All Carlos could do was stare and listen as the creature before him spoke. How was murder of innocent people a service? There were no words. Hundreds of questions slammed into his brain, but as long as the creatures before him appeared peaceful, he didn't dare move a muscle or ask a question. However, as the thing continued to talk, he became less disoriented, and his senses felt more keened.
"Good …" the chairman said and chuckled. "You are beginning to adjust, and let's not quibble over the fleeting merits of a human life." He stretched out his arm and motioned to the seated group. "Let me introduce our Parliamentarian – council member, Senator Vlak … an attorney, and once a member of Caesar's Roman inner circle of advisors. He handles our contracts and our worldwide business negotiations with the humans, but has been having great difficulty with our clerical invasions … albeit we are pleased with his infiltration of the North American Roman Catholic Church. Pedophilia. Pure genius. Creates such chaos… much like the old days of the Inquisition, Counselor."
The one entity designated by the chairman's hand nodded and offered a smug look of satisfaction. "Thank you, Mr. Chairman. I will have forces in the Vatican again soon enough. I urge patience."
"Very well," the chairman crooned and then looked at Carlos once again. "Council Member Chu deals with another delicate balance of topside power … he minimizes the light within the dark sector of the yin and yang – he has Asia, and all within the Pacific border. The others" – it pointed with a bony, clawed, hook finger – "have their specialties in war, famine, disease, and human lusts on every continent."
The group smiled as the chairman acknowledged them.
"You are too kind, Council Chairman," one said.
"But our Dark Lord is so eagerly watching the progress of your possible destruction of the Church of the Nativity in Jerusalem. We shall monitor your success closely."
The eldest entity bearing the hat put his hand on another's shoulder as he began walking behind the seated members to denote each one by one.
"European and African council member, who led our transatlantic slave trade, conquest of the Americas… I must commend you on the recent topside wars in Rwanda and Bosnia. Oh, yes, and the modern plagues of rampant diseases visited upon impoverished, developing nations that cannot combat them. He does outstanding work. But as you can see, we are still missing a seat at our table, which means a sector goes vulnerable to peace. We cannot have unspoiled virgin territories in our midst – which present unacceptable environmental hazards."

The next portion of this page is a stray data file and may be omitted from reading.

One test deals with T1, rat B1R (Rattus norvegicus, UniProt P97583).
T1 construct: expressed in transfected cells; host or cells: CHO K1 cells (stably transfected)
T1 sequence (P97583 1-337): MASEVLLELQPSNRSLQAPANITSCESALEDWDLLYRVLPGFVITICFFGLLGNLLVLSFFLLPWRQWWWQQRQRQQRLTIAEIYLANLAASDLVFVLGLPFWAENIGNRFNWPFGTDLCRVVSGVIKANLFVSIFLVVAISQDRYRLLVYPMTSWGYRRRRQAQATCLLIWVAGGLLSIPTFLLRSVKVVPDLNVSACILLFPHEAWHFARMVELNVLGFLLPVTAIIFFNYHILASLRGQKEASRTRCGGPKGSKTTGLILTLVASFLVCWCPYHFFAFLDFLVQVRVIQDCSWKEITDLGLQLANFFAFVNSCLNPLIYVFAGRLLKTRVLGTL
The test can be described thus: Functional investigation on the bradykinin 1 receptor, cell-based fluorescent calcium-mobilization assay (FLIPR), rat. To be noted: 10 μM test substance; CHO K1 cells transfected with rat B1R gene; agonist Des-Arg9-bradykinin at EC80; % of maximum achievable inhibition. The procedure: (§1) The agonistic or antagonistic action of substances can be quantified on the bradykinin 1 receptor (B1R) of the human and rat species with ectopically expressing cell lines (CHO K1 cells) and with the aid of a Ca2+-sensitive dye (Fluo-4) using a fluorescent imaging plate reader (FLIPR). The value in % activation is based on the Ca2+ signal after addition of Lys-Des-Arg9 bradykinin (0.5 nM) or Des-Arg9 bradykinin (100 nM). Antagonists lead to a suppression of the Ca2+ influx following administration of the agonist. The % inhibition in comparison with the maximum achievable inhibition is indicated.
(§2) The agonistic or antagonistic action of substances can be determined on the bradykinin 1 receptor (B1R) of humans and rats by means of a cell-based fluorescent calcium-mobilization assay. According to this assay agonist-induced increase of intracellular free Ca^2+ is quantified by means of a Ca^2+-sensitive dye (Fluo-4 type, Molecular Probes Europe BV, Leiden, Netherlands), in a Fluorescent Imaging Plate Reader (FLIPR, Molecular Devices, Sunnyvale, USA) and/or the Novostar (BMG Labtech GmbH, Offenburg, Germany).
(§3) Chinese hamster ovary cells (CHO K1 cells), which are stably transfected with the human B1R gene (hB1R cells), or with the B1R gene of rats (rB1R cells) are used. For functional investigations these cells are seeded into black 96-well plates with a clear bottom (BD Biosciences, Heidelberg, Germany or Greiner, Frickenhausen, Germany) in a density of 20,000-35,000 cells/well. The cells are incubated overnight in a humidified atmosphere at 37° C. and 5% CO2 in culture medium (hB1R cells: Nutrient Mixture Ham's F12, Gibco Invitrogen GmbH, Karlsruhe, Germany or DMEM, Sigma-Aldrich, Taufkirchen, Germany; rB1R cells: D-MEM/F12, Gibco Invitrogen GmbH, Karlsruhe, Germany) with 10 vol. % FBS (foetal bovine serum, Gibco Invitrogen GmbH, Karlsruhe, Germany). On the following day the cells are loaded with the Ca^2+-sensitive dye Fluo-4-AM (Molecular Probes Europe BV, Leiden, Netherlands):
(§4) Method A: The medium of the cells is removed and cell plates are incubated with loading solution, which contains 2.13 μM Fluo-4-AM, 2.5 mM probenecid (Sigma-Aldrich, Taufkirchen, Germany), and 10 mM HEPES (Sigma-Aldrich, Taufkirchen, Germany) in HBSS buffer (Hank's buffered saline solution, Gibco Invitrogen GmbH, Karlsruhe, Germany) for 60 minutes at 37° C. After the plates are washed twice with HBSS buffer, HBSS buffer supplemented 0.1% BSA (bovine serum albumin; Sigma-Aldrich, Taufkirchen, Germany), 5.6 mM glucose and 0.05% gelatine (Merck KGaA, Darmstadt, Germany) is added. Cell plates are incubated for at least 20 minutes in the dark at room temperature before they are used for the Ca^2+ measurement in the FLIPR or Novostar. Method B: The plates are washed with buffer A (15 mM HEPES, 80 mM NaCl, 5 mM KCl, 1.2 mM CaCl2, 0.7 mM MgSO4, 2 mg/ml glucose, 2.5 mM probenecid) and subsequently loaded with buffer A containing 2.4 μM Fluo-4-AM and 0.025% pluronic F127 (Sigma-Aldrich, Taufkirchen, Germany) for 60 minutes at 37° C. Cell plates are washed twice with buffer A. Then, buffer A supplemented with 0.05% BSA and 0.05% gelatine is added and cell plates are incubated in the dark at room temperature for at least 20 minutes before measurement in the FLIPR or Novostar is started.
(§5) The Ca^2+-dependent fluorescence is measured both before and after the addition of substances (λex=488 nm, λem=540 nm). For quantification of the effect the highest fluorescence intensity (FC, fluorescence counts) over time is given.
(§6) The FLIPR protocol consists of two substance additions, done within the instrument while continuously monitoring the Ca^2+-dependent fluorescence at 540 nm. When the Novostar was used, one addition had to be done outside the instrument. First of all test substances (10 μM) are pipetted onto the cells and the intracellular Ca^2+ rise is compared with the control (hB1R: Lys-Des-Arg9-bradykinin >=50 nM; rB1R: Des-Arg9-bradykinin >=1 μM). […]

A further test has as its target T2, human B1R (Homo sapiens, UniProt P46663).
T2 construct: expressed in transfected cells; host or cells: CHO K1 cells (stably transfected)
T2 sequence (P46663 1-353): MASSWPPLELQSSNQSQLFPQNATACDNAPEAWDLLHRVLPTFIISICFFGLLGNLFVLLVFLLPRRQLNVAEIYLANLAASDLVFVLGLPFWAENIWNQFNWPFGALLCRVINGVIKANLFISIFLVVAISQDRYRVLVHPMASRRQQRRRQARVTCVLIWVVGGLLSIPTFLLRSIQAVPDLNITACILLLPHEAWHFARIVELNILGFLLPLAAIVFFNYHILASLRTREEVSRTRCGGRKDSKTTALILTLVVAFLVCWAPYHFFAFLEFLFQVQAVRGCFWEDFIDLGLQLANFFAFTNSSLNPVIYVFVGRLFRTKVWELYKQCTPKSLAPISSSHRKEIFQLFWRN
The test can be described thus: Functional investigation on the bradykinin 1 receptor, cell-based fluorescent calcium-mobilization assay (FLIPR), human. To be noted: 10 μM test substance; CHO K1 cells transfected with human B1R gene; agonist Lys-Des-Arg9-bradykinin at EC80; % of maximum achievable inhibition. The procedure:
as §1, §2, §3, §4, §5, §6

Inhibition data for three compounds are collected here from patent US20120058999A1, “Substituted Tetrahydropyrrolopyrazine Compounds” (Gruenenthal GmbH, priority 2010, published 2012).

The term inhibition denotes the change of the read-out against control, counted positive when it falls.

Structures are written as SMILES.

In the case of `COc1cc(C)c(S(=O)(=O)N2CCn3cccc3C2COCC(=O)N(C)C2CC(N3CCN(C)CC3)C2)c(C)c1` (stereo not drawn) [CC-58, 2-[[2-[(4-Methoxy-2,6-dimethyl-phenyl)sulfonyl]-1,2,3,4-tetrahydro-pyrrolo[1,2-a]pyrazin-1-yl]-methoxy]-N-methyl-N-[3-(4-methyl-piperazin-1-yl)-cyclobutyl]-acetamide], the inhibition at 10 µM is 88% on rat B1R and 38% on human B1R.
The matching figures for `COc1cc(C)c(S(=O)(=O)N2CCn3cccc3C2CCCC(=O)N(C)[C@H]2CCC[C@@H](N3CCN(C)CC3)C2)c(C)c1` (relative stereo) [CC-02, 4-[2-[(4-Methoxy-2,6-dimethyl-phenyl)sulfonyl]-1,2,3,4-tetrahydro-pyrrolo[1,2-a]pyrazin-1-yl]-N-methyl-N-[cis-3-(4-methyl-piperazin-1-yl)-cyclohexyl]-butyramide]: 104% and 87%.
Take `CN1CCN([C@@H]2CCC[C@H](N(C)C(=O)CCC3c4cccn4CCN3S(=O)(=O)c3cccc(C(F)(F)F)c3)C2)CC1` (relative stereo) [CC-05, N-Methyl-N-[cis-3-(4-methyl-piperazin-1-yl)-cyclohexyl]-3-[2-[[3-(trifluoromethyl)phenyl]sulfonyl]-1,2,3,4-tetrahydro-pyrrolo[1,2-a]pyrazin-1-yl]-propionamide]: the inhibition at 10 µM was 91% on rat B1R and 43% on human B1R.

The chairman stopped walking and held Carlos within a riveting stare. "You see, we have a family member on each continent. Each reports to one of our council members. Each helps to keep the chaos of humanity in full strife, which is how we remain undetected. Until recently, all was in balance." The entity smiled at Carlos. "You have a question?" It closed its eyes and opened them slowly. "You are granted permission to speak."
Carlos glanced around and nodded, but kept silent. Fear began to edge away as the slow awareness entered him; he had not been summoned to the slaughter. There was obviously a problem topside, as they called it, and he had been brought to an even higher council than the one in the woods. Otherwise, why was he here and still whole?
Every instinct •within him coiled itself tightly, readying his mind to spring at the first hint of opportunity to bargain for his own safety, if not his longevity. Survival was imperative. An alliance had to be forged; it was the way business was done - and again, he was the youngest man brought to the feet of the most powerful.